Happy gardening!

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Herbs are magic

April 15th, 2010

Basil

I love to grow herbs, I love to come in from the garden with a lavish bunch of basil or rosemary and use it in my evening meal.  A small amount of herbs can totally change the flavour of a dish, lifting it from boring to gourmet.  At other times they can be a glorious extravagance, like pesto.  If you don’t have a herb, buy a pot of it!  It will cost about the same.  In this way you can eat your herb and still have it next week, and maybe next month, even next year!

Lemon BalmOur seasons are marked by the herbs we eat.  I indulge in lashings of basil in Summer!  I don’t dry any herbs, I like to eat what is fresh, and let my life flow, just a little with the seasons.

Their use and their generosity as plants in my garden make them a very worthwhile addition to my gardening pleasure.   It is difficult to generalise about growing herbs.  For example, basil is an annual and loves to be fed, in fact it is almost impossibe to overfeed it, like its flavour, it is a strong rampant grower.  But basil has little in common with a bay tree.  Both are ‘herbs’, in other words, useful plants.  That is the definition of a herb – a useful plant.  Aren’t they just! 

I like to grow my herbs in amongst my other plants, for they are beautiful as plants themselves.  At the moment, my rosemary is flowering and the small blue flowers are really lovely! If I had the room I would love to plant out an old fashioned basic herb garden, maybe in the shape of a wagon wheel, perhaps with a bird bath in the centre!  How lovely that would be. 

Most herbs need the sort of care you provide any of your plants.  They need to be mulched, they like a feed & although many of them are hardy, even drought tolerant, they do need to be watered over the summer months.  Prune herbs in Spring to late Summer.  New growth is better at resisting heat, cold and disease.  But if you pick them often you won’t need to prune.  Because herbs are useful plants, you need to use them!!  Herbs need to be used!  After all, that is why you grow them!  Herbs that are picked often are healthier, firstly because the more you use a plant the more you’ll notice it needs feeding, mulching or picking off the odd bug.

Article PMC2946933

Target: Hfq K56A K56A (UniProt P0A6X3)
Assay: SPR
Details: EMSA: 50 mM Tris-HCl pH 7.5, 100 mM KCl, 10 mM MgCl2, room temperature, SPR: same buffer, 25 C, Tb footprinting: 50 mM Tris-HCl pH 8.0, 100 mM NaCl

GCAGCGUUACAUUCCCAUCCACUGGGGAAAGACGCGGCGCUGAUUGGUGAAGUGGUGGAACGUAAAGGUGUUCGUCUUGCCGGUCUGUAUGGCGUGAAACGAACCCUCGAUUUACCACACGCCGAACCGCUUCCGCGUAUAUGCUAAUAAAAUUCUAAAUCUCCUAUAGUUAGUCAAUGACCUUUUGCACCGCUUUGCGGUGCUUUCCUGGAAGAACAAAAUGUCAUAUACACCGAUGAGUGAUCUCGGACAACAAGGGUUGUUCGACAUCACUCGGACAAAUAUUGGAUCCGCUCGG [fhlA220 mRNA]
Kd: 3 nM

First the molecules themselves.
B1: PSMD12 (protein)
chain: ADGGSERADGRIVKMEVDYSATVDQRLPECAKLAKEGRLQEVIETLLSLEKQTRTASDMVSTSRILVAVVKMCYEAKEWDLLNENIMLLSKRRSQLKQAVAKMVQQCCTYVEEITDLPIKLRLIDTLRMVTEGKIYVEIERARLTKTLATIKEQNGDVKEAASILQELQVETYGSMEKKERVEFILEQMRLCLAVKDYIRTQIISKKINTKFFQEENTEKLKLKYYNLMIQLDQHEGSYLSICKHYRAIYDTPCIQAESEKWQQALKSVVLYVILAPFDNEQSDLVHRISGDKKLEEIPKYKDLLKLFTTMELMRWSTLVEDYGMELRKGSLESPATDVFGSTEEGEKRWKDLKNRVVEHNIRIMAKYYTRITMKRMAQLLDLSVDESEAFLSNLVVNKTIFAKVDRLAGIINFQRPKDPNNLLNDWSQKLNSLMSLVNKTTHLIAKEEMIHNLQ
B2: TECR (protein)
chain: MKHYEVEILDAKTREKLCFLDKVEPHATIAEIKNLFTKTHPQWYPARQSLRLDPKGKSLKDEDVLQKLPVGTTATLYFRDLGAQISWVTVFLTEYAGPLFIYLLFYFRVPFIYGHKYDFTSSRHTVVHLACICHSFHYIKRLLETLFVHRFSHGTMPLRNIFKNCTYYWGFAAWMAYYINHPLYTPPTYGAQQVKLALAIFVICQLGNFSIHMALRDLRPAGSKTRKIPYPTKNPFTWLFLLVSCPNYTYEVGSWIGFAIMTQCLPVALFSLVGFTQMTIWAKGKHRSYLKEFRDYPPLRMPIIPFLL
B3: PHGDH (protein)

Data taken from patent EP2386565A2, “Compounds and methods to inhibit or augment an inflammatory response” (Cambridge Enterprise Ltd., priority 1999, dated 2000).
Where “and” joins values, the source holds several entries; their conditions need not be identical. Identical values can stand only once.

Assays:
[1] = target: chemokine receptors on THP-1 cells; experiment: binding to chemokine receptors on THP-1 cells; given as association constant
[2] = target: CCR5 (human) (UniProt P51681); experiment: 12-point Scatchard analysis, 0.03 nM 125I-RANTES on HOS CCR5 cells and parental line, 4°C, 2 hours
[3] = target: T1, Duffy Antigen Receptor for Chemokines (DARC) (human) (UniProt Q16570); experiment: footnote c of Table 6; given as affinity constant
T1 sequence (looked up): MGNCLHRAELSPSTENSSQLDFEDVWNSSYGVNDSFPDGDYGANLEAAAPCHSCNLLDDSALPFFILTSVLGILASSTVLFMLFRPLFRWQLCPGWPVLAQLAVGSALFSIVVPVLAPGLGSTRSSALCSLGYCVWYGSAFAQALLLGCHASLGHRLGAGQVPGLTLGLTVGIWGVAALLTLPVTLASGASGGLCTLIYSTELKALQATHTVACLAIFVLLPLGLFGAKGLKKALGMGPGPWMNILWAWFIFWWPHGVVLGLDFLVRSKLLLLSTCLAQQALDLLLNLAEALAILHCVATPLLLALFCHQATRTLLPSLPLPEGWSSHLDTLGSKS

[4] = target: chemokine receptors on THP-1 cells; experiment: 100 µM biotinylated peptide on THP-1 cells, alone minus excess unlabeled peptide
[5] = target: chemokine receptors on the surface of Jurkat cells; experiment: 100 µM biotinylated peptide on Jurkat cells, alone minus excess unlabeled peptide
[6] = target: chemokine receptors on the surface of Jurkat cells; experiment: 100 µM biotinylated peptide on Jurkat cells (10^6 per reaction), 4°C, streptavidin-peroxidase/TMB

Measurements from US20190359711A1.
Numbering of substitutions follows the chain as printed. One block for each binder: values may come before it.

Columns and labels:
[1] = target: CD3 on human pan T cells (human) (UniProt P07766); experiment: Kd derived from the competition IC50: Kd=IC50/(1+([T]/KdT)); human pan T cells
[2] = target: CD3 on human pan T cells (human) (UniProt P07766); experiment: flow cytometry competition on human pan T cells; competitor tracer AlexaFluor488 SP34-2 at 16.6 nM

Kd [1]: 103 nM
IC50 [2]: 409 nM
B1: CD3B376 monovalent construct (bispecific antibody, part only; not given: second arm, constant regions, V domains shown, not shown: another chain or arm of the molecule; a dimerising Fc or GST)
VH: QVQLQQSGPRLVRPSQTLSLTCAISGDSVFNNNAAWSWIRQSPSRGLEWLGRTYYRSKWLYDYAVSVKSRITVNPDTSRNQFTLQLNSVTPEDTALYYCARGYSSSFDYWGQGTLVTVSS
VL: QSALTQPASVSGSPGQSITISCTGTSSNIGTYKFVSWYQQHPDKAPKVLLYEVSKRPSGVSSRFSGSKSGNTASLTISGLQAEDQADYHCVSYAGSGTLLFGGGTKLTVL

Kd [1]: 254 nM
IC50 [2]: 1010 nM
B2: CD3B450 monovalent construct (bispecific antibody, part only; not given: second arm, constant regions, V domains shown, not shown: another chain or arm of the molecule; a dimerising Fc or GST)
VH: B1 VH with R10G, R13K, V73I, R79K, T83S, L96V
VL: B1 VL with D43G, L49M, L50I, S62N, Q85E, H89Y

Rosemary

If  you don’t have a spot for a herb garden, try growing them in hanging baskets or in a large pot or barrel by your door.  Herbs are fun and rewarding. 

Happy gardening!

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Today in my Garden

March 28th, 2010

Silverbeet still doing well

Silverbeet still doing well

Today the ducks & I had fun spreading compost in the vegetable patch.  I removed the old tomato plants – always a sad little chore.  No more summer red juicy tomato salads!  But the basil is still doing very well and I might still get one or two egg plants if the nights remain as warm as they are at the moment. 

I can still enjoy some basil with my pasta!

I can still enjoy some basil with my pasta!

The tomato plants were just about finished and needed to be removed to make way for some little broad bean seeds to go in.  If I plant them now they can be up and moving within the next fortnight.  Hopefully they will continue to grow slowly until the really cold weather, then they sort of slow down until August when they take off again and start bearing from the end of September.  Hopefully I will get a good crop before I need to rip them out to make room for my next tomatoes!  A gardener needs to plan ahead! 

little shoots coming Up!!

little shoots coming Up!!

In the next week or two I will pop in some new seedlings of Silverbeet.  I don’t like to be without my silverbeet, and my parsley needs to be replaced as the plants are beginning to go to seed.  So today I spent mostly in the vege patch but I did discover a lovely surprise!  That pot of layered bulbs have some shoots springing up already!!  What fun!